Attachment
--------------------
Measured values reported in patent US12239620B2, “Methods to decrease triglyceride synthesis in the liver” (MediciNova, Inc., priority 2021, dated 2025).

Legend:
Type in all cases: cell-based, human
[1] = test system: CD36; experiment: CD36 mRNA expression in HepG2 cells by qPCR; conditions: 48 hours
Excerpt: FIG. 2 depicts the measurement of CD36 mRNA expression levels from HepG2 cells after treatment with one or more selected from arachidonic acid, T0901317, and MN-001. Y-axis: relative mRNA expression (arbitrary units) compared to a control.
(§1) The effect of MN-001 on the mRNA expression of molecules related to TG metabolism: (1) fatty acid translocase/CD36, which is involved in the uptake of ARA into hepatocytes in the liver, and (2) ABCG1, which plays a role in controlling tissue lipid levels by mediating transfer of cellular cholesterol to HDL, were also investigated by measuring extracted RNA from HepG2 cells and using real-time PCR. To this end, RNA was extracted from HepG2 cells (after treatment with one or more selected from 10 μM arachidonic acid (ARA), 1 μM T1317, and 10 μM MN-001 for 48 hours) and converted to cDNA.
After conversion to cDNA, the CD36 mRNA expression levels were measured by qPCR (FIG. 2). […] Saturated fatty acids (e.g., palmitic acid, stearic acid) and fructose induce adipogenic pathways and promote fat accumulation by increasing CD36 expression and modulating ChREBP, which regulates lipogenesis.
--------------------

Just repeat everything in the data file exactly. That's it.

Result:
Measured values reported in patent US12239620B2, “Methods to decrease triglyceride synthesis in the liver” (MediciNova, Inc., priority 2021, dated 2025).

Legend:
Type in all cases: cell-based, human
[1] = test system: CD36; experiment: CD36 mRNA expression in HepG2 cells by qPCR; conditions: 48 hours
Excerpt: FIG. 2 depicts the measurement of CD36 mRNA expression levels from HepG2 cells after treatment with one or more selected from arachidonic acid, T0901317, and MN-001. Y-axis: relative mRNA expression (arbitrary units) compared to a control.
(§1) The effect of MN-001 on the mRNA expression of molecules related to TG metabolism: (1) fatty acid translocase/CD36, which is involved in the uptake of ARA into hepatocytes in the liver, and (2) ABCG1, which plays a role in controlling tissue lipid levels by mediating transfer of cellular cholesterol to HDL, were also investigated by measuring extracted RNA from HepG2 cells and using real-time PCR. To this end, RNA was extracted from HepG2 cells (after treatment with one or more selected from 10 μM arachidonic acid (ARA), 1 μM T1317, and 10 μM MN-001 for 48 hours) and converted to cDNA.
After conversion to cDNA, the CD36 mRNA expression levels were measured by qPCR (FIG. 2). […] Saturated fatty acids (e.g., palmitic acid, stearic acid) and fructose induce adipogenic pathways and promote fat accumulation by increasing CD36 expression and modulating ChREBP, which regulates lipogenesis.